It feels like your ability to decide – your autonomy – has been stripped away, by the closing of the economy, by racial tension, by people with different politics. The circumstances around you are crazy: Covid and quarantine, social change, and the Presidential election. And everyone keeps using that word: “Unprecedented.” That word makes it worse because it removes the comfort of retrospection. No one can predict the future, but at least when it rhymed with the past, we could contain it within a few scenarios. The future is always a question. But it’s usually a multiple-choice question. Now, it’s an essay. 

An essay would be great if you got to write it. Not so great if you are written by it. Will monetary and fiscal policy, debt, deficits, and the value of the dollar do us in? Will the recovery be V-shaped, U-shaped, or nonexistent? Will whoever gets elected (if we can even figure out who won) make it worse or better? Will the stats from this MLB season matter? Will you remain sane?

All unknowable, except the last one. You get to decide what affect all of these events have on you. It doesn’t seem like it, but in the onslaught of unknowns and uncertainty, you still get to decide how you will respond.

Remember what Viktor Frankl said, “Between stimulus and response there is a space. In that space is our power to choose our response.” It feels as if events cause emotions; they don’t. There is a space. But when unprecedented events are unnerving us, it’s hard to believe there’s a space. Remember what Frankl said, but also remember the context. He was a Nazi concentration camp survivor. And his wife, parents and brother did not survive the camps.

You get to decide, not how events will unfold, but how you will respond. First, make a distinction between responding and reacting. Reaction comes from being unaware of the space. Responding comes from using the space to decide.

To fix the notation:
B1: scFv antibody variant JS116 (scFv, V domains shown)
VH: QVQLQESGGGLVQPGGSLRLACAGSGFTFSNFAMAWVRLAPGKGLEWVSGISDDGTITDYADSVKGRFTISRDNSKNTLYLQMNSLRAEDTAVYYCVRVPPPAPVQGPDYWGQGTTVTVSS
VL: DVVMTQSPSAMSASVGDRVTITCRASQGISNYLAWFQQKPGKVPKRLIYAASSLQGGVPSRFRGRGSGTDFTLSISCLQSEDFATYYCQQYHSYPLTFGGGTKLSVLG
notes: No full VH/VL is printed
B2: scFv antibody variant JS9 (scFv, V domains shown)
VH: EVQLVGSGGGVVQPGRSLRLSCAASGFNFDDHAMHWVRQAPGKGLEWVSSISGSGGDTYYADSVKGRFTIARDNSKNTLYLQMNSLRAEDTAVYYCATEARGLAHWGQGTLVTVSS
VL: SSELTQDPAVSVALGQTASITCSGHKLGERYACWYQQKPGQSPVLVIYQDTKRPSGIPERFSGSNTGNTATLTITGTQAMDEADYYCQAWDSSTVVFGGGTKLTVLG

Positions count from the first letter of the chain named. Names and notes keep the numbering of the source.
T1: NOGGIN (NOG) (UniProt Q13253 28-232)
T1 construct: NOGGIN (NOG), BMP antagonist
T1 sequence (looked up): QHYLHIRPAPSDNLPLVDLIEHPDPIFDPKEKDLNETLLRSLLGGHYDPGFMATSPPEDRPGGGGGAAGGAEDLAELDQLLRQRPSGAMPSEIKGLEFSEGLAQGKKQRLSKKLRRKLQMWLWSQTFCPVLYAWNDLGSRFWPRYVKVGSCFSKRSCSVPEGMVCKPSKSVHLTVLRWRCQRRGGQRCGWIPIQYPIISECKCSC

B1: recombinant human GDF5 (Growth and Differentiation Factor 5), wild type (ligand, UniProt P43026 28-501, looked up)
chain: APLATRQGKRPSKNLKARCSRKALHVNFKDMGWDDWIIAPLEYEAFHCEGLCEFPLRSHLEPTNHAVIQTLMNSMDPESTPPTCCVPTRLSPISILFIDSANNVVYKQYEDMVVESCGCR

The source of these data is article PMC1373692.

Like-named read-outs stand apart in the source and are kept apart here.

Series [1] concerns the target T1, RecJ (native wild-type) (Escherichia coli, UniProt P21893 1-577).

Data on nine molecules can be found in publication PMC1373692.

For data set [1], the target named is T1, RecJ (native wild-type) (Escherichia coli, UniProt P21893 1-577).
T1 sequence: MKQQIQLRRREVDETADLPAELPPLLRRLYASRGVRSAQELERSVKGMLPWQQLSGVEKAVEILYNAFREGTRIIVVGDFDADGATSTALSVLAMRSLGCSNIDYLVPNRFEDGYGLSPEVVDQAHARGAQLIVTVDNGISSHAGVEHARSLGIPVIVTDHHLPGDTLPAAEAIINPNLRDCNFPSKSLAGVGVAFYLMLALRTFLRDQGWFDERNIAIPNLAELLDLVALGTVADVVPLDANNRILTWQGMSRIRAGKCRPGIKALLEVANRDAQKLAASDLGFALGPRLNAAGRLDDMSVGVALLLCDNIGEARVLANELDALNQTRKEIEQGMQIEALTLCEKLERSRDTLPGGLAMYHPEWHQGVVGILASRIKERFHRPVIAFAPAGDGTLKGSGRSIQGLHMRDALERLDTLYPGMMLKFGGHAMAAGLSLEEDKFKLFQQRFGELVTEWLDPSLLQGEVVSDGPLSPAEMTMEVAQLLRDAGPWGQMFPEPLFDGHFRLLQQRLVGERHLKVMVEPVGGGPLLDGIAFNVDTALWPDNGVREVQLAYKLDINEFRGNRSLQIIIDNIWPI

We love stories about people who beat the odds: The athlete who walked-on and won, the entrepreneur who worked-up and prospered. Those stories are great to hear but grueling to live. In the bad times, when the outcome is unknown and uncertain, the pressure can smash events and emotions so tightly together that the space is imperceptible. Cortisol shuts down our ventral medial prefrontal cortex, where response lives, and we’re left with the dorsal raphe nucleus, where reaction lives.

Prying events and emotions apart, under pressure, is what separates the triumphant from the broke and broken. You don’t get to tell your great story, later, if you react, now. You do if you respond.

Maybe this is the grueling part of your great story. There are tools and tactics, researched, validated, and proven, to help you and your team thrive through the torrent. 


Engaged Banker eXperience delivers these and many other strategies, from behavioral science, to all of your bank’s employees, in bite-sized bits, in every learning style, using spaced repetition and synchronous communication. In other words, in a way every person can easily absorb and immediately apply, to their individual success and to the success of your bank.